Westy: Our Commander-in-Chief to the end

General William Childs Westmoreland died July 19 in South Carolina at age 91.  He will be interred at West Point Cemetery at 11 o'clock on July 23.

Born in Saxon,  South Carolina March 26, 1914, he spent a year at his father's alma mater, the Citadel, before entering West Point, where he was First Captain of the Corps of Cadets and recipient of the Pershing Award for Leadership. 

During Westmoreland's first year at the Point, Army Chief of Staff General Douglas MacArthur gave the commencement address, calling West Point 'the soul of the Army.'  Thirty years later, when General Westmoreland was  superintendent, the old soldier, the American Caesar, gave his famous farewell speech on the occasion of his receiving the Sylvanus Thayer Award.

In his book A Soldier Reports, Westmoreland recalled that MacArthur seemed rather frail from a recent bout with the flu, that he ate little at lunch in the cadet mess.  But,

'standing at the lectern, his shakiness disappeared.  Speaking without notes, he was a man of composure and purpose.  With unabashedly colorful rhetoric, he hypnotized his audience." 

The words MacArthur spoke still resonate down the years: 

"'Duty,' 'Honor,' 'Country' — those three hallowed words reverently dictate what you want to be, what you can be, what you will be.  They are your rallying point to build courage when courage seems to fail, to regain faith when there seems to be little cause for faith, to create hope when hope becomes forlorn...they teach you not to substitute words for action; not to seek the path of comfort, but to face the stress and spur of difficulty and challenge; to stand up in the storm, but to have compassion on those who fall...to have a heart that is clean, a goal that is high...to be serious, yet never take yourself too seriously; to be modest so that you will remember the simplicity of true greatness; the open mind of true wisdom, the meekness of true strength...The code which those words perpetuate embraces the highest moral laws...the soldier, above all other men, is required to practice the greatest act of religious training — sacrifice.  In battle and in the face of danger and death, he discloses those divine attributes which his Maker gave when he created man in his own image.  No physical courage and no brute instinct can take the place of the Divine help which alone can sustain him. However horrible the incidents of war may be, the soldier who is called upon to offer up and give his life for his country, is the noblest development of mankind.'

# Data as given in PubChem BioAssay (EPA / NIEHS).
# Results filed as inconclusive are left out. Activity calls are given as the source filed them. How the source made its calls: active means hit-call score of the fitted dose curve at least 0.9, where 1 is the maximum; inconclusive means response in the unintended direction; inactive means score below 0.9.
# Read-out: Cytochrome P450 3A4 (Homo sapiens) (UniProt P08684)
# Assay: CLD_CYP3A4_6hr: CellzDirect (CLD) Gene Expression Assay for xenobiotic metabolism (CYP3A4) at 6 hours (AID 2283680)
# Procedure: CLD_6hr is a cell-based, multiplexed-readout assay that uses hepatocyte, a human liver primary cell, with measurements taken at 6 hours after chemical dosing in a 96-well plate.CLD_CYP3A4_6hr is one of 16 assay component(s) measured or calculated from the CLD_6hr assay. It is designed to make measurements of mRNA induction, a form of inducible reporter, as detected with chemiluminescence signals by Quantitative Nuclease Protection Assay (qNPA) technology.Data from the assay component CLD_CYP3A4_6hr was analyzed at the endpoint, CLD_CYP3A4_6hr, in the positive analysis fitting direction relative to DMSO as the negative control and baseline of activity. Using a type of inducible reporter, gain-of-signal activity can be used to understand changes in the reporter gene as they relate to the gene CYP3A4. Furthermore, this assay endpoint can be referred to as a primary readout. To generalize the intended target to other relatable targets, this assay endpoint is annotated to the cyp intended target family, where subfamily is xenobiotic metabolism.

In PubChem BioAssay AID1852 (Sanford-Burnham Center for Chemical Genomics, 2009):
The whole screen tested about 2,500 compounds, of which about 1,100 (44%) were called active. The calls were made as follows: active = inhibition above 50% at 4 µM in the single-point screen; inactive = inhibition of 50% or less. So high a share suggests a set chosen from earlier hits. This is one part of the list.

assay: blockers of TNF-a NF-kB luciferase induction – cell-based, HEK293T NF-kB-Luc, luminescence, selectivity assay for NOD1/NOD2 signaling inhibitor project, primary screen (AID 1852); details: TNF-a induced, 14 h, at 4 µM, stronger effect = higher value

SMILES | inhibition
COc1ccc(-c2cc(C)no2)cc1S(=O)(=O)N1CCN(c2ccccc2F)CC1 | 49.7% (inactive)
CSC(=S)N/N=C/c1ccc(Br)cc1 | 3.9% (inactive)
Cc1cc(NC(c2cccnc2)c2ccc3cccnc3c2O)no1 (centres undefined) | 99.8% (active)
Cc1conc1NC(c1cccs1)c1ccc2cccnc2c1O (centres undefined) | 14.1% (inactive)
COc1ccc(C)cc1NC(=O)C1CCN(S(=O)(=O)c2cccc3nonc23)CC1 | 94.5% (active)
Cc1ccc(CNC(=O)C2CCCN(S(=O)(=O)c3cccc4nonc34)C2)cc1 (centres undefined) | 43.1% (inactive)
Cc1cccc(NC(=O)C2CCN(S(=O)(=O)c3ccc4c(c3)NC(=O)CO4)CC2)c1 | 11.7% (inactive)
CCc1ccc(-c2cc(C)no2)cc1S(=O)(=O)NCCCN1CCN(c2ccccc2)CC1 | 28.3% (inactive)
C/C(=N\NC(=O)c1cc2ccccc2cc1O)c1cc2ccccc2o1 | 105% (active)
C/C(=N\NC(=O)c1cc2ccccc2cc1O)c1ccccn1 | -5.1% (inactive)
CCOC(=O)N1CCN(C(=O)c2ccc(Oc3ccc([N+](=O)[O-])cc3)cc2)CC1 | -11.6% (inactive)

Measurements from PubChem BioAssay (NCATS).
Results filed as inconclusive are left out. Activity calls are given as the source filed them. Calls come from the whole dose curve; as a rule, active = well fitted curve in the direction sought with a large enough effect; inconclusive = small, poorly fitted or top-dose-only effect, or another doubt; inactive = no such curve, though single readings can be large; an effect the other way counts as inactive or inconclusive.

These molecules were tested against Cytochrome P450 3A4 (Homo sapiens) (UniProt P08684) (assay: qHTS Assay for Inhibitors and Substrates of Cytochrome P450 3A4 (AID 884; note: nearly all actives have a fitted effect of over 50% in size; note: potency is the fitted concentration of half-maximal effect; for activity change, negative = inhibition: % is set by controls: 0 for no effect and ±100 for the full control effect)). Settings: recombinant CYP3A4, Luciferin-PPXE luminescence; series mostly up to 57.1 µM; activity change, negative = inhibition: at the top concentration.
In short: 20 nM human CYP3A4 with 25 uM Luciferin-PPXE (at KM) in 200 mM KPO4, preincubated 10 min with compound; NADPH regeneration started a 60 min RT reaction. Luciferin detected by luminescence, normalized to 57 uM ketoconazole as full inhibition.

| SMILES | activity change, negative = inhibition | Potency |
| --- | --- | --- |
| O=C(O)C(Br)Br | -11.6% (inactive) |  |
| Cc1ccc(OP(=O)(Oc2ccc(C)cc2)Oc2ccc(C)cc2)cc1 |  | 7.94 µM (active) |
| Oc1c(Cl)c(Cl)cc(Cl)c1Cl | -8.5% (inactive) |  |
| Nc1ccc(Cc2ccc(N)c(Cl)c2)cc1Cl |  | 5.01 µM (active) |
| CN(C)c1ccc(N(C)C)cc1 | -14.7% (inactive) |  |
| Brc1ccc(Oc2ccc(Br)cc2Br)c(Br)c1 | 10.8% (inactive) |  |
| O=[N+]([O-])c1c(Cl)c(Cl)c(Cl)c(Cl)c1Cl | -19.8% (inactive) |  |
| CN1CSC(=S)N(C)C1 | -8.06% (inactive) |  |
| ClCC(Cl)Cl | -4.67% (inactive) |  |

General Westmoreland's life and career embodied the West Point motto.   In WW2 he commanded, initially, the 9th Infantry Division's 34th Field Artillery in North Africa and Sicily.  In France he was executive officer for the entire division's artillery units.  By the time the 9th hit Germany, Westmoreland was divisional chief of staff.  When the 9th was crossing the Remagen Bridge, as he describes in his book , it was so dark that then Col. Westmoreland had to lie on the hood of his Jeep and give voice commands to his driver.  He came through the war unscathed, though he had his share of near misses, as when a mortar round hit his Jeep just after he'd gotten out of it.  In the post—war years Westy became a paratrooper, commanding the 504th Parachute Infantry before serving as executive officer, 82nd Airborne Division. He commanded the 187th Airborne Regimental Combat Team — the Rakassans — in Korea.  In 1956 at age 42 he became the youngest major general in the U.S. army.

In 1963, his last year as West Point superintendent, Westmoreland sponsored a counterinsurgency conference, convinced that 'Communist insurgency was to be the dominant military challenge of the future."  He read every book he could get his hands on dealing with the subject. And as he told me in a treasured letter dated September 16, 1983;